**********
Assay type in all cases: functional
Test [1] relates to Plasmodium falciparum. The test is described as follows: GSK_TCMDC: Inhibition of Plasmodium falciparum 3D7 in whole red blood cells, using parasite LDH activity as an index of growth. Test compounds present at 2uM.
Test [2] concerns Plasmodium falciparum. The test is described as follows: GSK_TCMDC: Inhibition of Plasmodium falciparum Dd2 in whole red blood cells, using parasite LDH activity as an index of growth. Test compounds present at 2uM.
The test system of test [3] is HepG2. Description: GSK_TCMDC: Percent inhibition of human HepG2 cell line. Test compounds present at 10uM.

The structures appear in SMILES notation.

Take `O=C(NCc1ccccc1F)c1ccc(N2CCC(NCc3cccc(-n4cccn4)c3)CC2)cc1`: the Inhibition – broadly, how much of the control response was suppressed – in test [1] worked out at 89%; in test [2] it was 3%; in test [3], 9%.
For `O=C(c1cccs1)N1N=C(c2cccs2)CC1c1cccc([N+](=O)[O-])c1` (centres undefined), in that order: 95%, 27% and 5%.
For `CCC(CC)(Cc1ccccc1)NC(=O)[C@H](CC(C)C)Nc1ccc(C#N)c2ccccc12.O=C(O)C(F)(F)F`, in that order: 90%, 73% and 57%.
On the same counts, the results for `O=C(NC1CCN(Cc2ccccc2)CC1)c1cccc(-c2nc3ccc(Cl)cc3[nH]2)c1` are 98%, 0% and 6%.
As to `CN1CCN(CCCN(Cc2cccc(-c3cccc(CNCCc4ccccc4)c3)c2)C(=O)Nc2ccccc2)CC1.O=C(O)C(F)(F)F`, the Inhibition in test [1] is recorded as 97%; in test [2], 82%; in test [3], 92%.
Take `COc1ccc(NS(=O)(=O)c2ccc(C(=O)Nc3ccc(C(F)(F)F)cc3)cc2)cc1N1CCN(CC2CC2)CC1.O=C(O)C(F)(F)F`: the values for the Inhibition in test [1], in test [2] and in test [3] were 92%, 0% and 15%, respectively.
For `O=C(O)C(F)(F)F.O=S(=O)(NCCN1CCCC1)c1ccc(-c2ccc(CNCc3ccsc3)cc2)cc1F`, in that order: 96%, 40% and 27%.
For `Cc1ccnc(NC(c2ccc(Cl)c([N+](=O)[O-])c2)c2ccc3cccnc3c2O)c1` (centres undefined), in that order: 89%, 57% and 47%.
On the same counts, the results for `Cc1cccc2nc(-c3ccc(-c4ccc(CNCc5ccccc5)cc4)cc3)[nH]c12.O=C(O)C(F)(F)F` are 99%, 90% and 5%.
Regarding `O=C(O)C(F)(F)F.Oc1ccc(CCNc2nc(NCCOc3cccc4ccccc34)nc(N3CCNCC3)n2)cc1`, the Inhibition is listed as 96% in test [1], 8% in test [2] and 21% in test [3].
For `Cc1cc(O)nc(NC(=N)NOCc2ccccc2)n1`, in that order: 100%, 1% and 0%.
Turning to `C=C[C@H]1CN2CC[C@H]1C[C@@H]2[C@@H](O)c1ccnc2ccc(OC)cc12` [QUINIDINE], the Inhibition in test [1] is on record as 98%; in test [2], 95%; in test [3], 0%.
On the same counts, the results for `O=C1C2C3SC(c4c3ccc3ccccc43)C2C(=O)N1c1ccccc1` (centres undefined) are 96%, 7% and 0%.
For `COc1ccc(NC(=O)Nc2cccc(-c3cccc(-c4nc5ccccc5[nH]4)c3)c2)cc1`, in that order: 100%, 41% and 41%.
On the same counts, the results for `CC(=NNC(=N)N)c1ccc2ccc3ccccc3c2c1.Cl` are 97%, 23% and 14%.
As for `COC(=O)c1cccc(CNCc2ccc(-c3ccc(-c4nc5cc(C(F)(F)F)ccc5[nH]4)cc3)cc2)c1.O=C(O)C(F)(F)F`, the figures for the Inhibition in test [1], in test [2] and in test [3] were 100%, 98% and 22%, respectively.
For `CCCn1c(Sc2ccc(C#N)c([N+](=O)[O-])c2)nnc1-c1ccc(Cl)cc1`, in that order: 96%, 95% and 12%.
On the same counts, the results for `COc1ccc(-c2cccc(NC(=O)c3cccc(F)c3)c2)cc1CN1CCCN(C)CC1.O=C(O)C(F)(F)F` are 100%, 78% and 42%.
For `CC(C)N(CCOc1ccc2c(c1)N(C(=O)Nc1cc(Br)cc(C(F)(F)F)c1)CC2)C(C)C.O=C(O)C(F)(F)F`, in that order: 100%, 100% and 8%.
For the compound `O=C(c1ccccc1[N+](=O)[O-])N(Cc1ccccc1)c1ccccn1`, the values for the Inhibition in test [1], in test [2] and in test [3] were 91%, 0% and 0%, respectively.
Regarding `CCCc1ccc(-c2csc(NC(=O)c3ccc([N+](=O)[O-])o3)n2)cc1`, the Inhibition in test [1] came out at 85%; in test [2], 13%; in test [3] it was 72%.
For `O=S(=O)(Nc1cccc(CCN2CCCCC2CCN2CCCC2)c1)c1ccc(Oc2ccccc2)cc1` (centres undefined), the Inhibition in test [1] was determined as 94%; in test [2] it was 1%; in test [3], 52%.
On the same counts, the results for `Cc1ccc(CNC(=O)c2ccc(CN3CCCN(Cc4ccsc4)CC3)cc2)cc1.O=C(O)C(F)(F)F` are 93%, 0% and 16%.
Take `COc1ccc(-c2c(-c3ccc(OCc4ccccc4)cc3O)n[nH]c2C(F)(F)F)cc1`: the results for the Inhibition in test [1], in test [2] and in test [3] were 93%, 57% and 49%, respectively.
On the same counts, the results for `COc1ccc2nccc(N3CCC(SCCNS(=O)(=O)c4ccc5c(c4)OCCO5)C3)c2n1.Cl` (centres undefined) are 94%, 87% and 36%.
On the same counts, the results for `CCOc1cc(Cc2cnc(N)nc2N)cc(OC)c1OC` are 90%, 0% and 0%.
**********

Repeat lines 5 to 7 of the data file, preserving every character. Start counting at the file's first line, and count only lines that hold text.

The structures appear in SMILES notation.

Take `O=C(NCc1ccccc1F)c1ccc(N2CCC(NCc3cccc(-n4cccn4)c3)CC2)cc1`: the Inhibition – broadly, how much of the control response was suppressed – in test [1] worked out at 89%; in test [2] it was 3%; in test [3], 9%.
For `O=C(c1cccs1)N1N=C(c2cccs2)CC1c1cccc([N+](=O)[O-])c1` (centres undefined), in that order: 95%, 27% and 5%.